: The bagrada bug, Bagrada hilaris, is an invasive insect pest in the family Brassicaceae that causes economically important damage to crops. It was originally present in Asia, the Middle East, and Africa, and was reported as invasive in the southwestern part of the US, in Chile, and on a few islands in the Mediterranean Basin. In its native range, B. hilaris is controlled by several egg parasitoid species that are under consideration as potential biological control agents. This research evaluated the impact of gamma irradiation on life history parameters, e.g., the fecundity, fertility, and longevity of B. hilaris, as a critical step towards assessing the feasibility of using the sterile insect technique against this recent invasive pest. Newly emerged adults of a laboratory colony originally collected from the island of Pantelleria (Italy) were gamma-irradiated. Life history parameters were evaluated at nine different doses, ranging from 16 Gy to 140 Gy. The minimal dose to approach full sterility was 100 Gy. Irradiation up to a maximum of 140 Gy apparently did not negatively impact the longevity of the adults. Even if both genders are sensitive to irradiation, the decline in fecundity for irradiated females could be exploited to release irradiated males safely to apply the SIT in combination with classical biological control. The data presented here allow us to consider, for the first time, the irradiation of bagrada adults as a suitable and feasible technique that could contribute to guaranteeing a safe approach to control this important pest species in agro-ecosystems. More research is warranted on the competitive fitness of irradiated males to better understand mating behavior as well as elucidate the possible mechanisms of sperm selection by polyandric B. hilaris females.

Effects of Gamma Irradiation on the Fecundity, Fertility, and Longevity of the Invasive Stink Bug Pest Bagrada hilaris (Burmeister) (Hemiptera: Pentatomidae)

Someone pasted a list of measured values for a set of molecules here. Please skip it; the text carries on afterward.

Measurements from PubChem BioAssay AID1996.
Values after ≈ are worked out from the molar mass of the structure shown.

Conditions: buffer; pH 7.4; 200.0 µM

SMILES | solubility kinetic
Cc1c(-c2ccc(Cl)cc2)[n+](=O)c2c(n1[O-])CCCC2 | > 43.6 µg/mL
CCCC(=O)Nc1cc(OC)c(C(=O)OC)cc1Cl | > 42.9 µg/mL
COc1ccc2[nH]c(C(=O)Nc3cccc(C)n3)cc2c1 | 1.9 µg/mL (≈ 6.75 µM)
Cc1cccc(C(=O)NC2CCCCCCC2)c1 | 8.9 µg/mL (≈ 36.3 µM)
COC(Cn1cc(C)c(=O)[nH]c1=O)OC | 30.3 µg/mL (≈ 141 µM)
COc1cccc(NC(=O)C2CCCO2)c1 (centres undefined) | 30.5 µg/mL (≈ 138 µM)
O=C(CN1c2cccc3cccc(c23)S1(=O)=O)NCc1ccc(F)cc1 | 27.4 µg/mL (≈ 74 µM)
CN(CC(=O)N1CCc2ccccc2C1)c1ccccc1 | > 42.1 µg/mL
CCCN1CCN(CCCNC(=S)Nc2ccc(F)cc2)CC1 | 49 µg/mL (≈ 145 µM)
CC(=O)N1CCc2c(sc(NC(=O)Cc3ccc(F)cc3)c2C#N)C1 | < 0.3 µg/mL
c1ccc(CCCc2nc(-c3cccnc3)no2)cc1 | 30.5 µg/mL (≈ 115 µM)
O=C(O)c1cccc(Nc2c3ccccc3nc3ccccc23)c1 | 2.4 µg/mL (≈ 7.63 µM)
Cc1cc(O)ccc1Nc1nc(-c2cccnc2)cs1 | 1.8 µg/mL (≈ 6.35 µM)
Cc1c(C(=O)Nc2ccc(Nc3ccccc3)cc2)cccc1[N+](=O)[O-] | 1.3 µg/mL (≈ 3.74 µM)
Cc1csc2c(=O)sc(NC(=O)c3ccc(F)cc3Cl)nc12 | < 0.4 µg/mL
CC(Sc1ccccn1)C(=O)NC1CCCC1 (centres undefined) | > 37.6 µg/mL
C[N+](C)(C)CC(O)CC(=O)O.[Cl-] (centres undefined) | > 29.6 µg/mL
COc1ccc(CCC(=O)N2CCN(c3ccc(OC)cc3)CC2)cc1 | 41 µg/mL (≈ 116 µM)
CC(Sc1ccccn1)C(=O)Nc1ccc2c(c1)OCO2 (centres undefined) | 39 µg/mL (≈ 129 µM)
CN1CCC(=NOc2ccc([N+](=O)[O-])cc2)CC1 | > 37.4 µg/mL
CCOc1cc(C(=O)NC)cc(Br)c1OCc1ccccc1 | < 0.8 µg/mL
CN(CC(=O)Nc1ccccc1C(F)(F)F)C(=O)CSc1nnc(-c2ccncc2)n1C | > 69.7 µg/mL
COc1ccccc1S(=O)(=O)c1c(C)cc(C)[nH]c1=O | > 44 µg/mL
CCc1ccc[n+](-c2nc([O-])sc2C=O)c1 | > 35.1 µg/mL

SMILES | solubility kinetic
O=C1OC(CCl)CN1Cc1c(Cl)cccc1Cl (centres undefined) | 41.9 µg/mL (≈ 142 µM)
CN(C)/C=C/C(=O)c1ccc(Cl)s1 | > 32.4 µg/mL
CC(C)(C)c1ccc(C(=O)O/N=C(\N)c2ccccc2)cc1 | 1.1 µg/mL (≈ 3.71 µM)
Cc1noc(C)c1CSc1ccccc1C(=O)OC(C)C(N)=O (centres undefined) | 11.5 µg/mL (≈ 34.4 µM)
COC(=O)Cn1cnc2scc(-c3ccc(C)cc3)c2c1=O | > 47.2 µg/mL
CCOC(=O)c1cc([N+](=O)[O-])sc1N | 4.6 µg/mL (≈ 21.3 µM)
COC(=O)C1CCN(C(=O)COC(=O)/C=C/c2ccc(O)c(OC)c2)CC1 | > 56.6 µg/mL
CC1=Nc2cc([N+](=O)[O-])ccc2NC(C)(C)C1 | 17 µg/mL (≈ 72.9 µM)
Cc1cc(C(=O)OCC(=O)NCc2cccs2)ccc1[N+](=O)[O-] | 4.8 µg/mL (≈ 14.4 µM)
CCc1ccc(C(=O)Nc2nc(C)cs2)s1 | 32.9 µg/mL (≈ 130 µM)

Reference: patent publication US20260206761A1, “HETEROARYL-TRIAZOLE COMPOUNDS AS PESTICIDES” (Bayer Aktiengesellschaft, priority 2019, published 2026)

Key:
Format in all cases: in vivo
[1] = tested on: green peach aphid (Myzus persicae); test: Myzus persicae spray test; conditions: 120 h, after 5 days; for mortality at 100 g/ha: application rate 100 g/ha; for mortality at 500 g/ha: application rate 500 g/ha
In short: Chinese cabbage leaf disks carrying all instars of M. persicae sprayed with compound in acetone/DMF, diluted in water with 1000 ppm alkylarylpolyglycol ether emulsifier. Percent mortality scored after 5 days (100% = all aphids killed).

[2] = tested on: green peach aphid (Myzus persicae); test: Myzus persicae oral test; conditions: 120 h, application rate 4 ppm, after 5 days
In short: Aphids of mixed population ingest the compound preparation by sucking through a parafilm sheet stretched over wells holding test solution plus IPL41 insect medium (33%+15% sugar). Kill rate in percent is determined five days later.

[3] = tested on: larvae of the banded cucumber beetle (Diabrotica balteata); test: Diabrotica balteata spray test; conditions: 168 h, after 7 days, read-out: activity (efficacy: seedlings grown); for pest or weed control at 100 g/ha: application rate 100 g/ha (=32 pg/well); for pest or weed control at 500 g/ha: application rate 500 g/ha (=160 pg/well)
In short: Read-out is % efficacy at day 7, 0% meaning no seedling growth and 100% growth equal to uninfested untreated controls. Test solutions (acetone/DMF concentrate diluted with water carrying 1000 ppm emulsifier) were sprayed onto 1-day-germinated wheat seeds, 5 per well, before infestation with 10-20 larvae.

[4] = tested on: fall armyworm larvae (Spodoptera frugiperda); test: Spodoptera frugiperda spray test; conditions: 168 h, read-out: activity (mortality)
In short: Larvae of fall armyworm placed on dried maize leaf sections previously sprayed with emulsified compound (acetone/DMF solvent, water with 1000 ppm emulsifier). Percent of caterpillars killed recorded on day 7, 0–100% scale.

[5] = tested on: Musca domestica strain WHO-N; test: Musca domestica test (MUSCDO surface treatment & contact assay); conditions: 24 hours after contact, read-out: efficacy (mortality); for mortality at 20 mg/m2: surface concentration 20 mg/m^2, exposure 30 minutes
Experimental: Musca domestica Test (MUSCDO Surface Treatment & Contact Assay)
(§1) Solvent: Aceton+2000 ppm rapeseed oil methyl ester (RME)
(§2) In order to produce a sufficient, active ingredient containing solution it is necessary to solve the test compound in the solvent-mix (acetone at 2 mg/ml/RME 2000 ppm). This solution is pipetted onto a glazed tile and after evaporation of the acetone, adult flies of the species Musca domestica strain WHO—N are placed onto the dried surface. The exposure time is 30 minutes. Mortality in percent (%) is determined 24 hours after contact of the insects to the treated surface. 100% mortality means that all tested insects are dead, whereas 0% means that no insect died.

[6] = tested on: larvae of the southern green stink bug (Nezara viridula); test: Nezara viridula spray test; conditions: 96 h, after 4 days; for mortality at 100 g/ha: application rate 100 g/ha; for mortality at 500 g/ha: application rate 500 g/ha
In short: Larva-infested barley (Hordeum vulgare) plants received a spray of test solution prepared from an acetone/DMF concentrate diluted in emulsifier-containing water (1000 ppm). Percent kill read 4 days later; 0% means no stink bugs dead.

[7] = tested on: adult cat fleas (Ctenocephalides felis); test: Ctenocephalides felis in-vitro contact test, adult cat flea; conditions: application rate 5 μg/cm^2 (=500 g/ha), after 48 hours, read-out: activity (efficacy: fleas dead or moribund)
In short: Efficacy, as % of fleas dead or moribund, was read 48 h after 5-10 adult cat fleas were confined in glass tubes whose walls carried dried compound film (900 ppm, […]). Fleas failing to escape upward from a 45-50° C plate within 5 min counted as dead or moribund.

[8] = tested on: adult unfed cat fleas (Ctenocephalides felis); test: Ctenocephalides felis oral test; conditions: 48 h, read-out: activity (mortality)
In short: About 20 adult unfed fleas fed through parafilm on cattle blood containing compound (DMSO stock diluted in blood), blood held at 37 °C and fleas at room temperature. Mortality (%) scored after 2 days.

Cristofaro, Massimo;Cemmi, Alessia;Musmeci, Sergio;
2022-01-01

Abstract

: The bagrada bug, Bagrada hilaris, is an invasive insect pest in the family Brassicaceae that causes economically important damage to crops. It was originally present in Asia, the Middle East, and Africa, and was reported as invasive in the southwestern part of the US, in Chile, and on a few islands in the Mediterranean Basin. In its native range, B. hilaris is controlled by several egg parasitoid species that are under consideration as potential biological control agents. This research evaluated the impact of gamma irradiation on life history parameters, e.g., the fecundity, fertility, and longevity of B. hilaris, as a critical step towards assessing the feasibility of using the sterile insect technique against this recent invasive pest. Newly emerged adults of a laboratory colony originally collected from the island of Pantelleria (Italy) were gamma-irradiated. Life history parameters were evaluated at nine different doses, ranging from 16 Gy to 140 Gy. The minimal dose to approach full sterility was 100 Gy. Irradiation up to a maximum of 140 Gy apparently did not negatively impact the longevity of the adults. Even if both genders are sensitive to irradiation, the decline in fecundity for irradiated females could be exploited to release irradiated males safely to apply the SIT in combination with classical biological control. The data presented here allow us to consider, for the first time, the irradiation of bagrada adults as a suitable and feasible technique that could contribute to guaranteeing a safe approach to control this important pest species in agro-ecosystems. More research is warranted on the competitive fitness of irradiated males to better understand mating behavior as well as elucidate the possible mechanisms of sperm selection by polyandric B. hilaris females.
2022
biological control
insect pest
irradiation
pentatomids
sterile insect technique
sterility
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Utilizza questo identificativo per citare o creare un link a questo documento: https://hdl.handle.net/20.500.12079/69367
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